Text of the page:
CardioVascular and Interventional Radiology

, Volume 37, Issue 6, pp 1540–1545 | Cite as

Optimizing Needle Direction During Transjugular Liver Biopsy Provides Superior Biopsy Specimens

  • Timothy W. I. Clark
  • Jeffrey W. McCann
  • Jason Salsamendi
  • Michael F. Dowd
  • Cristina H. Hajdu
Clinical Investigation



Transjugular liver biopsy (TJLB) is commonly performed for staging of liver fibrosis and cirrhosis among patients with coagulopathy and/or ascites. We hypothesized that device orientation during needle firing influences hepatic tissue apposition with the specimen notch and specimen quality.


Needle biopsies were performed in ex vivo bovine livers with specimen notch of the biopsy device oriented at cranial, caudal, or lateral directions with respect to the guiding metal cannula. Biopsy specimen length was measured and evaluated for fragmentation using light microscopy. In addition, a consecutive cohort of patients (n = 50) who underwent TJLB with random (n = 22) or caudal (n = 28) needle orientation was retrospectively reviewed. The number of needle passes was documented, and pathology specimen adequacy was graded using an ordinal scale.


A total of 400 biopsies were performed (100 in each orientation) in ex vivo bovine livers. Longer specimens were obtained with caudal orientation of the needle specimen notch (p < 0.0001, ANOVA and Kruskal–Wallis tests). There was no difference in the degree of fragmentation. In the retrospective clinical study, specimen adequacy was significantly higher among patients in the caudal orientation group (p = 0.0002, Mann–Whitney U test).


Caudal orientation of the needle specimen notch of the biopsy device during TJLB produces superior core biopsy specimens. This simple technical modification may assist in obtaining higher-quality biopsy specimens during TJLB.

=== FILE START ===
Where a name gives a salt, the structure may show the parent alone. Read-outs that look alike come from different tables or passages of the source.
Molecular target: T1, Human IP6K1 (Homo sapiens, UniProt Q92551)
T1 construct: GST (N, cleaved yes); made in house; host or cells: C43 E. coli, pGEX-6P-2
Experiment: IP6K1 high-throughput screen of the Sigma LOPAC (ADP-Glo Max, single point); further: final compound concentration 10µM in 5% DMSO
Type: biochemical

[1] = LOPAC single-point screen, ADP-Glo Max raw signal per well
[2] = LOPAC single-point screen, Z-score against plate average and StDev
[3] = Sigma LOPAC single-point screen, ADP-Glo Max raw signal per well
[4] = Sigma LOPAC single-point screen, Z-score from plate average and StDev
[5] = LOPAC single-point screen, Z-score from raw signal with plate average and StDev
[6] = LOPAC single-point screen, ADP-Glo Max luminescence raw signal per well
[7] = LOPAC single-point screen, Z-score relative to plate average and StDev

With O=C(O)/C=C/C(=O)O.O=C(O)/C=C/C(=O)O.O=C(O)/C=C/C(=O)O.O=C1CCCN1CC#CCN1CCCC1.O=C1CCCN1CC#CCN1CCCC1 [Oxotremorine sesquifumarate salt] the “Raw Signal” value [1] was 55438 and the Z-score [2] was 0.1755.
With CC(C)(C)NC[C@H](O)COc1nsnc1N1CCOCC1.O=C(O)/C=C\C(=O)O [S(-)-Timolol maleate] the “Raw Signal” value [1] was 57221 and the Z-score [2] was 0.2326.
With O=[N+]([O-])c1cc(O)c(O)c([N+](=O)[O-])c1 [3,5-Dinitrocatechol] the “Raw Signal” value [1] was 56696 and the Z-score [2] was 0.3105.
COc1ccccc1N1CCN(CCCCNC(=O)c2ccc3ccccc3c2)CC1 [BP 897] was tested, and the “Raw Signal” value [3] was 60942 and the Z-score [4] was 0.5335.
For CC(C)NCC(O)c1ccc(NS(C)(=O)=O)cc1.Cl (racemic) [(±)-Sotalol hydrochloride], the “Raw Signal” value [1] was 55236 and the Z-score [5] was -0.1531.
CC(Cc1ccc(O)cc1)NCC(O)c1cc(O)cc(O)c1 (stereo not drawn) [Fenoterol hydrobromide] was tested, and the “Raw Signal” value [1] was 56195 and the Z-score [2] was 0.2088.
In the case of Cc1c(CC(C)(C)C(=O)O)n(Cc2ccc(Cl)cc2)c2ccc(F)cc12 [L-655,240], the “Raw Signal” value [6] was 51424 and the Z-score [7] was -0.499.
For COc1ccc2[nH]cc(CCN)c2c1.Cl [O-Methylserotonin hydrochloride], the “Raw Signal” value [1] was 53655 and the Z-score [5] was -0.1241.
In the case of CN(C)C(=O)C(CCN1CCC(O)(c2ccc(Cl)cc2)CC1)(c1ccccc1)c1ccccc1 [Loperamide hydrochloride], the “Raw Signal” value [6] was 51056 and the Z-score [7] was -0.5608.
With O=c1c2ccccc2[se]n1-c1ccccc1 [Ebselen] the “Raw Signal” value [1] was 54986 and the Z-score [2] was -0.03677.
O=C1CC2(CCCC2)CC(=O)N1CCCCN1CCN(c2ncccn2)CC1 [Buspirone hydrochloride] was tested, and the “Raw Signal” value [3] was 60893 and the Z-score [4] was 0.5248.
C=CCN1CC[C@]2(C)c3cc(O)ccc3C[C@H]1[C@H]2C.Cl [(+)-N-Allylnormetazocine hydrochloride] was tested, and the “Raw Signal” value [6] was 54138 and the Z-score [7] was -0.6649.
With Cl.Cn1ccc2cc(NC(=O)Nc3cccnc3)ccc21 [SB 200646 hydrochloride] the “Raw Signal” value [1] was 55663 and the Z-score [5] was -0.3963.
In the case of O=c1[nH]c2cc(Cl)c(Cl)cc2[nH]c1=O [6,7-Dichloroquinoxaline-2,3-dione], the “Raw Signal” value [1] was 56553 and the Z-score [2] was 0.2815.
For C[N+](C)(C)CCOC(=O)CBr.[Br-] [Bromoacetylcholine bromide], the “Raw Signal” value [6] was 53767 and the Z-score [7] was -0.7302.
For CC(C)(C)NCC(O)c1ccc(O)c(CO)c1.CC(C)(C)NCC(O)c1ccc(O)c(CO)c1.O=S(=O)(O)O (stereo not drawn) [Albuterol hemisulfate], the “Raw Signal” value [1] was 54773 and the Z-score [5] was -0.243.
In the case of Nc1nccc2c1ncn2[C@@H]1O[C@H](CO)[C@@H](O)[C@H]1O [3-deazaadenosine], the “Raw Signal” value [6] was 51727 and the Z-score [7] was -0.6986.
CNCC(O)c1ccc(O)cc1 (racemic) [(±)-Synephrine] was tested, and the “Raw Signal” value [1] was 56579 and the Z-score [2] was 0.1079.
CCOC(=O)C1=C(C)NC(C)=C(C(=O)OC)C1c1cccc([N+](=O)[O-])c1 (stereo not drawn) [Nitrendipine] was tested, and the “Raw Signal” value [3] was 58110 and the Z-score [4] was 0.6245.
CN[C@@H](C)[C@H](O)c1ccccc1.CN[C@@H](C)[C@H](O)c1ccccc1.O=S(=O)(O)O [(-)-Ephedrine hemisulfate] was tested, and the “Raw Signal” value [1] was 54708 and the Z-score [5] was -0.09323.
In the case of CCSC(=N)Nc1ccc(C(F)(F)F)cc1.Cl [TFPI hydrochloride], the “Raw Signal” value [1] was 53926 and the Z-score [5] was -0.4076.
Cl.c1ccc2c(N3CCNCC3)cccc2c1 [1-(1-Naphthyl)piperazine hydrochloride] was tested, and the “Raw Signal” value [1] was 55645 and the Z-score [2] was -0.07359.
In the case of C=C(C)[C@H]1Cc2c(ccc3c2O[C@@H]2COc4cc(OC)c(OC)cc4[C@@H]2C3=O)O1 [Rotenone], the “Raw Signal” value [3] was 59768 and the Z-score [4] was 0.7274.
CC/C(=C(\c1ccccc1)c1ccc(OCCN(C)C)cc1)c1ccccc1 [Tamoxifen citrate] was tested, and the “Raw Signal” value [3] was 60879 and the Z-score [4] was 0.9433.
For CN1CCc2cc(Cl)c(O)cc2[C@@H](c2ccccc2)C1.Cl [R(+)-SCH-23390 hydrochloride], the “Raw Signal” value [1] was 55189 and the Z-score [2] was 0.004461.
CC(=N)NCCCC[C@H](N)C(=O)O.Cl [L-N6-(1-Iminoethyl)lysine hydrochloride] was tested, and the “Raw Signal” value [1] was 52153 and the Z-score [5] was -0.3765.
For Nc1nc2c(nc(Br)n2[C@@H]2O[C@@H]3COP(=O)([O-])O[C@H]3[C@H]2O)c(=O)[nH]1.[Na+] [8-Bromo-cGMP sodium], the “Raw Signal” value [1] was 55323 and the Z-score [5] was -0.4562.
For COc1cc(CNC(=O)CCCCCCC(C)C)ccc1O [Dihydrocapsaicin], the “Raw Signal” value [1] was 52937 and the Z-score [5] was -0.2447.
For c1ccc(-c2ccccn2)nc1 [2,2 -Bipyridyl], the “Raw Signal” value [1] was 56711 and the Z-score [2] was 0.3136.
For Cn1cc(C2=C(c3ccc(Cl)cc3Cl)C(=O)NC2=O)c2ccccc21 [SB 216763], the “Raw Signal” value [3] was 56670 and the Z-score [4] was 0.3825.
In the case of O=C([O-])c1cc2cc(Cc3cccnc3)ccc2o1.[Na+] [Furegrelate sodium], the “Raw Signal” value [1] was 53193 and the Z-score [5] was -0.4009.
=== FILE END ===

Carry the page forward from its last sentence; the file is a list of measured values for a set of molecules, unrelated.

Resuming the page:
Biopsy Clinical practice Hepatic Liver 


Conflict of interest

The authors declare that they have no conflict of interest.


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Copyright information

© Springer Science+Business Media New York and the Cardiovascular and Interventional Radiological Society of Europe (CIRSE) 2013

Authors and Affiliations

  • Timothy W. I. Clark
    • 1
  • Jeffrey W. McCann
    • 2
  • Jason Salsamendi
    • 3
  • Michael F. Dowd
    • 1
  • Cristina H. Hajdu
    • 4
  1. 1.Section of Interventional Radiology, Department of RadiologyUniversity of Pennsylvania School of Medicine, Penn Presbyterian Medical CenterPhiladelphiaUSA
  2. 2.Department of RadiologySt. Vincent’s University HospitalDublinIreland
  3. 3.Department of Radiology, Miller School of MedicineUniversity of MiamiMiamiUSA
  4. 4.Department of PathologyNYU Langone Medical CenterNew YorkUSA

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